9th Circuit Holds Arbitration Clause in Cell Phone Contract Unenforceable
8/17. The U.S. Court of Appeals (9thCir) issued its opinion [29 pages in PDF] in Shroyer v. New Cingular Wireless Services and AT&T, holding that a mandatory arbitration clause in a standard cell phone service contract is unconscionable, and therefore, unenforceable. See, full story.
FCC Sets Date for 700 MHz Auction
8/17. The Federal Communications Commission (FCC) released a Public Notice [PDF] (DA 07-3415) that schedules the 700 MHz auction (Auction Number 73) to begin on January 16, 2007, and requests comments on bidding procedures.
This notice seeks comments on "anonymous bidding, to enhance competition by safeguarding against potential anticompetitive auction strategies", "applicants trying to combine multiple C Block licenses to place bids on packages of those licenses", "block-specific aggregate reserve prices, to help assure that the public recovers a portion of the licenses' value", and "offering licenses for the relevant block(s) in a prompt subsequent auction in the event auction results do not satisfy applicable reserve prices".
The deadline to submit initial comments is August 31, 2007. The deadline for reply comments is September 7, 2007.
The FCC adopted its 700 MHz Second Report and Order on July 31, 2007, and released the text [PDF] on August 10, 2007. See also, story titled "FCC Adopts 700 MHz Band Order" in TLJ Daily E-Mail Alert No. 1,619, July 31, 2007.
People and Appointments
8/17. Rep. Denny Hastert (R-IL) announced that he will not run for re-election. Rep. Hastert is a member of the House Commerce Committee (HCC). He was previously the Speaker of the House.
8/17. The U.S. District Court (DC) issued an order [2 pages in PDF] denying the Federal Trade Commission's (FTC) request for a preliminary injunction of the proposed acquisition by Whole Foods of Wild Oats on August 16, 2007. The District Court also wrote, but sealed, a memorandum opinion. The FTC asserts that there exists a market for premium natural and organic supermarkets, and that the merger would lessen competition in this market. Jeffrey Schmidt, Director of the FTC's Competition Bureau, stated in a release on August 16, 2007, that "We are reviewing our options." On August 17, the FTC filed a Notice of Appeal [2 pages in PDF] to the U.S. Court of Appeals (DCCir). This case is FTC v. Whole Foods Markets, Inc. and Wild Oats Markets, Inc., U.S. District Court for the District of Columbia, D.C. No. 07-1021 (PLF), Judge Paul Friedman presiding.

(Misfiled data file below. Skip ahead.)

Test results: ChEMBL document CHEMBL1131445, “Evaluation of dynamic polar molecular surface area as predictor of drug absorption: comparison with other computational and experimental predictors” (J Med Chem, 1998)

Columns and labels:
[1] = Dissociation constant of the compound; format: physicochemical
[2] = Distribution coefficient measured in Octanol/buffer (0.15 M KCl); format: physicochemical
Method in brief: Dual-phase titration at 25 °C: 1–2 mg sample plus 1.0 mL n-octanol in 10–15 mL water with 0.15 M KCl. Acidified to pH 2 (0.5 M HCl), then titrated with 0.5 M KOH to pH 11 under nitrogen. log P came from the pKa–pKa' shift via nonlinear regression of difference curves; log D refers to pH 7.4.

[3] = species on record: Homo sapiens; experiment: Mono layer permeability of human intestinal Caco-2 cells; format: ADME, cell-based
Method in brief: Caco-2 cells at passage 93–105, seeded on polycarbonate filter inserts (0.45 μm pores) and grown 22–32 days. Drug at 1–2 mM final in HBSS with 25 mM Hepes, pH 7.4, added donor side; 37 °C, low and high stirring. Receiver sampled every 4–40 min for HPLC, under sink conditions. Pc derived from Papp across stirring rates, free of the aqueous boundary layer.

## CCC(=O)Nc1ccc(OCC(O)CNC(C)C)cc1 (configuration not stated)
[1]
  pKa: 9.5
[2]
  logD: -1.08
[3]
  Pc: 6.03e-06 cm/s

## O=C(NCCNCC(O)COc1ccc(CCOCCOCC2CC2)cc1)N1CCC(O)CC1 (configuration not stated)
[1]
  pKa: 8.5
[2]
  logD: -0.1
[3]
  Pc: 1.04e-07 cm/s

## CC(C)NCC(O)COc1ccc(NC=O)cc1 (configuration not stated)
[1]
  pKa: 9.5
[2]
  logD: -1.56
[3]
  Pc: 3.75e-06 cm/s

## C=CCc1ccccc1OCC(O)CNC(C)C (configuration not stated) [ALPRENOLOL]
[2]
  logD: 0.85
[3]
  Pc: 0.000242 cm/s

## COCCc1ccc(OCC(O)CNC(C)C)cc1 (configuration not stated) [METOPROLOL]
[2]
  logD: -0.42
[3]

8/17. The U.S. Court of Appeals (FedCir) issued its per curiam opinion [2 pages in PDF] in Caritas Technologies v. Comcast, affirming the judgment of the District Court. This case is Caritas Technologies, Inc. v. Comcast Corporation, et al., U.S. Court of Appeals for the Federal Circuit, App. Ct. No. 2007-1057, an appeal from the U.S. District Court for the Eastern District of Texas, D.C. No. 2:05-CV-339.
People and Appointments
8/16. David Cavicke was named Republican Chief of Staff for the House Commerce Committee (HCC). He was previously General Counsel and Deputy Chief of Staff for the HCC. Before that, he worked in the New York City office of the law firm of Milbank Tweed. He replaces Bud Allbright, who left earlier this summer. Neil Fried remains Senior Counsel for Telecommunications. See, HCC release.
8/16. Rep. Deborah Pryce (R-OH) announced in a release that she will not run for re-election. She was previously the Republican Conference Chairman. See also, statement by President Bush.
8/16. The Federal Communications Commission (FCC) released the text [73 pages in PDF] of its Report and Order and Further Notice of Proposed Rulemaking regarding the roaming obligations of CMRS providers. The FCC adopted, but did not release, this item on August 7, 2007. It is FCC 07-143 in WT Docket No. 05-265. Initial comments on the NPRM portion of this item will be due within 60 days after publication of a notice in the Federal Register. Reply comments will be due within 90 days of such publication. As of the August 20, 2007, issue of the Federal Register, the FCC had not yet published this notice. See also, story titled "FCC Adopts CMRS Roaming Order and NPRM" in TLJ Daily E-Mail Alert No. 1,623, August 15, 2007.
8/16. The Federal Communications Commission (FCC) published a notice in the Federal Register that announces, describes, and sets comment deadlines for its notice of proposed rulemaking regarding government efforts to plan consumer understanding of the transition to digital television. The FCC adopted this NPRM on July 21, 2007, and released the text on July 30, 2007. It is FCC 07-128 in MB Docket No. 07-148. See also, Public Notice [PDF] (DA 07-3612). Initial comments are due by September 17, 2007. Reply comments are due by October 1, 2007. See, Federal Register, August 16, 2007, Vol. 72, No. 158, at Pages 46014-46020.
8/16. The Recording Industry Association of America (RIAA) announced that it has sent another round of pre-litigation letters to 58 schools regarding illegal file trafficking on college campuses. The RIAA stated in a release that "Each pre-litigation settlement letter informs the school of a forthcoming copyright infringement suit against one of its students or personnel and requests that university administrators forward that letter to the appropriate network user." The RIAA states that it sent letters to Columbia, Duke, Emory, Haverford, Oberlin, Rice, Swarthmore, Tulane, and other schools.
Go to News from August 11-15, 2007.